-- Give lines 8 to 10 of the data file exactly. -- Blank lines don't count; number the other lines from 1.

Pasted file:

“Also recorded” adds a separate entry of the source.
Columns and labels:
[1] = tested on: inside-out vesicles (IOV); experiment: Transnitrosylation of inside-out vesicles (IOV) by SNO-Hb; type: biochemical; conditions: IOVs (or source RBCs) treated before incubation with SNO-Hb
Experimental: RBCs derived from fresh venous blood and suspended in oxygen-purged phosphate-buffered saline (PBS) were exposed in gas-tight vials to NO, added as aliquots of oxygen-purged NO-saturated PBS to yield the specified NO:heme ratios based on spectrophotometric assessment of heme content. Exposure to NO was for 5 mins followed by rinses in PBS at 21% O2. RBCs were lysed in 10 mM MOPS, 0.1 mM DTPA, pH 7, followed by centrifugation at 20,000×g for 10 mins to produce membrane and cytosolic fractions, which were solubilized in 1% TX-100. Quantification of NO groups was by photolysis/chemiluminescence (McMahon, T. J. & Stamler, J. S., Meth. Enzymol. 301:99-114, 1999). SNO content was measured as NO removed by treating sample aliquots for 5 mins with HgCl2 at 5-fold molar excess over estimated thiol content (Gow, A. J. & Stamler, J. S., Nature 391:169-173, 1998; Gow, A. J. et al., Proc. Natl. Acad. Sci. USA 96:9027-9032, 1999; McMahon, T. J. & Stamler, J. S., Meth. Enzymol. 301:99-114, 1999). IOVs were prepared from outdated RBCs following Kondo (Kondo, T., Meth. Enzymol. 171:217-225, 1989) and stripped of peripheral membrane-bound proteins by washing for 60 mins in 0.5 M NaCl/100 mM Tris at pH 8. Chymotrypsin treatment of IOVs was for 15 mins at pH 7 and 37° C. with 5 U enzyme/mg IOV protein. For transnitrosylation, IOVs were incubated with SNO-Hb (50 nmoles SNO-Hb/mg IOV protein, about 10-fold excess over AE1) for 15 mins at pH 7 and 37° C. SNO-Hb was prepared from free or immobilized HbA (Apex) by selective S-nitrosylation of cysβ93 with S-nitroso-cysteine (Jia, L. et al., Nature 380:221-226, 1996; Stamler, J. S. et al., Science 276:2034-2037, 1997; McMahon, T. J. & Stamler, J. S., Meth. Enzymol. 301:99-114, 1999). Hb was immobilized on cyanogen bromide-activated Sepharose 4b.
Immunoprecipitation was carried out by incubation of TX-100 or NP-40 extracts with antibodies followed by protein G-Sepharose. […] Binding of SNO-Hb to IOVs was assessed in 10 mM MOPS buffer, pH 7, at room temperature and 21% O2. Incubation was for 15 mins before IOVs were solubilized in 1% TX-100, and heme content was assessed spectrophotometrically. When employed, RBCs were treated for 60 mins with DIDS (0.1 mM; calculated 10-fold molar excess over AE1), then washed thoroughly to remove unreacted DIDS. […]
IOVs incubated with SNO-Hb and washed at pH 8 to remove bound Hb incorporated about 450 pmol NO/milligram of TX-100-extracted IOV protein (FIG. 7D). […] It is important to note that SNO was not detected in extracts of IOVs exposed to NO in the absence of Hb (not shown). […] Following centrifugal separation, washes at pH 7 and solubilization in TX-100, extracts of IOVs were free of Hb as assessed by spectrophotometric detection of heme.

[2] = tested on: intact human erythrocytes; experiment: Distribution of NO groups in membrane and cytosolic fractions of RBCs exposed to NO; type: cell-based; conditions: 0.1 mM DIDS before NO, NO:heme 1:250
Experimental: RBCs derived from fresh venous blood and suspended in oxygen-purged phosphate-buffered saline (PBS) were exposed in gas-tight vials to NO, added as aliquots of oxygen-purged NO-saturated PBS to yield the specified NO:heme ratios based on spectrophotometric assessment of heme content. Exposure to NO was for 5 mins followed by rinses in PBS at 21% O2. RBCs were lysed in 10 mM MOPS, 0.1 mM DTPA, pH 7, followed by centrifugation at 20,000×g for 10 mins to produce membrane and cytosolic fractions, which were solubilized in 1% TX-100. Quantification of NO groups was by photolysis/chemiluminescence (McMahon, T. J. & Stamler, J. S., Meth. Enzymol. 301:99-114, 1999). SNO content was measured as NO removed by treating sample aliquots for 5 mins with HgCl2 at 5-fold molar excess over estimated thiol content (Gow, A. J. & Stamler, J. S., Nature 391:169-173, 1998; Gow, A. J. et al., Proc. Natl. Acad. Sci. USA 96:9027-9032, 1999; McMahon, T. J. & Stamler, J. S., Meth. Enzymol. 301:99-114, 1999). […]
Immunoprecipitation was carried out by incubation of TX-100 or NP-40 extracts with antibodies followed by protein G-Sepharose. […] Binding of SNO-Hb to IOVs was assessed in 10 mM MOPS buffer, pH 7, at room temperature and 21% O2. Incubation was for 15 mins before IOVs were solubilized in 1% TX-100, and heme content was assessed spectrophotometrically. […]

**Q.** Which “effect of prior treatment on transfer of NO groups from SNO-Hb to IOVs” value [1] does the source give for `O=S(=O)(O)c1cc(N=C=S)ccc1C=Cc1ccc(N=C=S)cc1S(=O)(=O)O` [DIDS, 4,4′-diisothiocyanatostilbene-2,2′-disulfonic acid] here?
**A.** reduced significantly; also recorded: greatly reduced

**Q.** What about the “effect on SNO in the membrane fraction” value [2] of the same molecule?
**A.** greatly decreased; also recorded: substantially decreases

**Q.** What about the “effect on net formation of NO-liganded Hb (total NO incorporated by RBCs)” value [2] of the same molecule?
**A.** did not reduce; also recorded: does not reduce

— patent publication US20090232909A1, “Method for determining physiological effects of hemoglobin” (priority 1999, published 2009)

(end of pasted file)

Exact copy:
Experimental: RBCs derived from fresh venous blood and suspended in oxygen-purged phosphate-buffered saline (PBS) were exposed in gas-tight vials to NO, added as aliquots of oxygen-purged NO-saturated PBS to yield the specified NO:heme ratios based on spectrophotometric assessment of heme content. Exposure to NO was for 5 mins followed by rinses in PBS at 21% O2. RBCs were lysed in 10 mM MOPS, 0.1 mM DTPA, pH 7, followed by centrifugation at 20,000×g for 10 mins to produce membrane and cytosolic fractions, which were solubilized in 1% TX-100. Quantification of NO groups was by photolysis/chemiluminescence (McMahon, T. J. & Stamler, J. S., Meth. Enzymol. 301:99-114, 1999). SNO content was measured as NO removed by treating sample aliquots for 5 mins with HgCl2 at 5-fold molar excess over estimated thiol content (Gow, A. J. & Stamler, J. S., Nature 391:169-173, 1998; Gow, A. J. et al., Proc. Natl. Acad. Sci. USA 96:9027-9032, 1999; McMahon, T. J. & Stamler, J. S., Meth. Enzymol. 301:99-114, 1999). […]
Immunoprecipitation was carried out by incubation of TX-100 or NP-40 extracts with antibodies followed by protein G-Sepharose. […] Binding of SNO-Hb to IOVs was assessed in 10 mM MOPS buffer, pH 7, at room temperature and 21% O2. Incubation was for 15 mins before IOVs were solubilized in 1% TX-100, and heme content was assessed spectrophotometrically. […]

**Q.** Which “effect of prior treatment on transfer of NO groups from SNO-Hb to IOVs” value [1] does the source give for `O=S(=O)(O)c1cc(N=C=S)ccc1C=Cc1ccc(N=C=S)cc1S(=O)(=O)O` [DIDS, 4,4′-diisothiocyanatostilbene-2,2′-disulfonic acid] here?